In the last scene, the Inspector makes a moving, political kind of speech, possibly the most important in the play. In it pain and anguish are described and leave an unforgettable mark on the audience and the characters in the play ‘One Eva Smith has gone – but there are millions and millions and millions of Eva Smith’s and John Smith’s still left with us, with their lives, their hopes and fears, their suffering and chance of happiness, all intertwined with our lives, and what we think and say and do. We don’t live alone. We are members of one body.

We are responsible for each other. And I tell you that the time will soon come when, if men will not learn that lesson, then they will be taught it in fire and blood and anguish. ‘ This long speech appears very much like something from the Bible, a Christian view perhaps of what will happen if we disobey. J. B Priestley gives very political speeches shown through his writing of his views on life. This makes the play interesting as he has the power to influence or punish the characters and prove that these aspects of life do matter!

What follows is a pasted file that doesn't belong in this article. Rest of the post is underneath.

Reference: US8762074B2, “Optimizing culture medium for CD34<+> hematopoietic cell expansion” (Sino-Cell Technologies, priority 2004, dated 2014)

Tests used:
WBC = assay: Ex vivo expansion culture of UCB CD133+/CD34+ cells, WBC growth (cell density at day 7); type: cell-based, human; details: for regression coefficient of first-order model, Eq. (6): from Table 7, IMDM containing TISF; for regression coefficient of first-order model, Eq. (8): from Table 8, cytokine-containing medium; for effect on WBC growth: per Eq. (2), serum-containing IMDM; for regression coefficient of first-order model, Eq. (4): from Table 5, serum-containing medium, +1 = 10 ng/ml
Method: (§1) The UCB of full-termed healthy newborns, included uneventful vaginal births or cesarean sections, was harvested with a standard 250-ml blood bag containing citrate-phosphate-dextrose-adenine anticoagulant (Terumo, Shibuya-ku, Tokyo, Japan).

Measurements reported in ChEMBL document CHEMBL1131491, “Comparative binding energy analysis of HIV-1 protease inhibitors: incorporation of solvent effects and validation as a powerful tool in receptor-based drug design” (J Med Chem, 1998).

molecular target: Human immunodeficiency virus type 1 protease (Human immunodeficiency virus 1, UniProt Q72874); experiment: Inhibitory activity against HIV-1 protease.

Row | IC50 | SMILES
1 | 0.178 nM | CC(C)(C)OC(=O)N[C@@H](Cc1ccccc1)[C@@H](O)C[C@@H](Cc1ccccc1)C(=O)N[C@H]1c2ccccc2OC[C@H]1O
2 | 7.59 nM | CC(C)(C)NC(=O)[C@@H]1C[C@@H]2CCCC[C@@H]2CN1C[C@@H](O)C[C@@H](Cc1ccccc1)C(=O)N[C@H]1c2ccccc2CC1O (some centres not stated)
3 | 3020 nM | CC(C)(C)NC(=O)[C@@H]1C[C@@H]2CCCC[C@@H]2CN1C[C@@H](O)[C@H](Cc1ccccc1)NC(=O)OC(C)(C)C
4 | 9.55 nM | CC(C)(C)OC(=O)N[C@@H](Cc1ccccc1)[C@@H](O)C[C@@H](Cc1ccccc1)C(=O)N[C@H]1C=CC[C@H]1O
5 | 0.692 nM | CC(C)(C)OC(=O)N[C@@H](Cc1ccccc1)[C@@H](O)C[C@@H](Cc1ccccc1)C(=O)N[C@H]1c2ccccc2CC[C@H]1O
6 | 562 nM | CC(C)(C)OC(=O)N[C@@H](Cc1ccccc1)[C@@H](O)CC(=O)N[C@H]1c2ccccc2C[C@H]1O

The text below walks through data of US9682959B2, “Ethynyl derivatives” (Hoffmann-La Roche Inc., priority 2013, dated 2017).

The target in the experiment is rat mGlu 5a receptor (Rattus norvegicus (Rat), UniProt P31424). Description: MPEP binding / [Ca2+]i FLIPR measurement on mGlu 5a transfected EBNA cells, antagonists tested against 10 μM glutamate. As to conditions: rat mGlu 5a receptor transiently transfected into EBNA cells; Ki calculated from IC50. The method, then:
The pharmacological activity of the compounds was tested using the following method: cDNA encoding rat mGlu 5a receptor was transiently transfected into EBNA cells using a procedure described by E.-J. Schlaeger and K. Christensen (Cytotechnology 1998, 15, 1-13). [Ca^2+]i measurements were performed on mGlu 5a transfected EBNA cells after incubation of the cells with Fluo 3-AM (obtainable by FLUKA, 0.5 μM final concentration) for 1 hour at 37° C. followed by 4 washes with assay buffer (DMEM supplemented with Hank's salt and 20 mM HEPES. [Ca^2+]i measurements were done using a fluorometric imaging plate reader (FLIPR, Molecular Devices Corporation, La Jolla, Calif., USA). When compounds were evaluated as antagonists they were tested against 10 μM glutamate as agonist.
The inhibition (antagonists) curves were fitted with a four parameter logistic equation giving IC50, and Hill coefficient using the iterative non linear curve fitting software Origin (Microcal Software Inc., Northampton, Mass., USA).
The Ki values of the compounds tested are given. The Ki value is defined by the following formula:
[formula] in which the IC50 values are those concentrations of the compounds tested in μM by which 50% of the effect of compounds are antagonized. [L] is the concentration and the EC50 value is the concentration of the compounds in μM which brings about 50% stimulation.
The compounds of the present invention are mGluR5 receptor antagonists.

The simplest of mistakes engage in terrifying consequences, some unavoided, but what isn’t is the choice to make things right! After the Inspector leaves, the characters are left terrified and shocked but when Gerald tells them about the inspector and the check at the hospital and police station they immediately claim it to be a hoax and return to how they were before the Inspector’s arrival. But, Sheila and Eric Birling still hold onto the conviction that it is anything but a joke and refuse to act like nothing has happened. This does not satisfy J.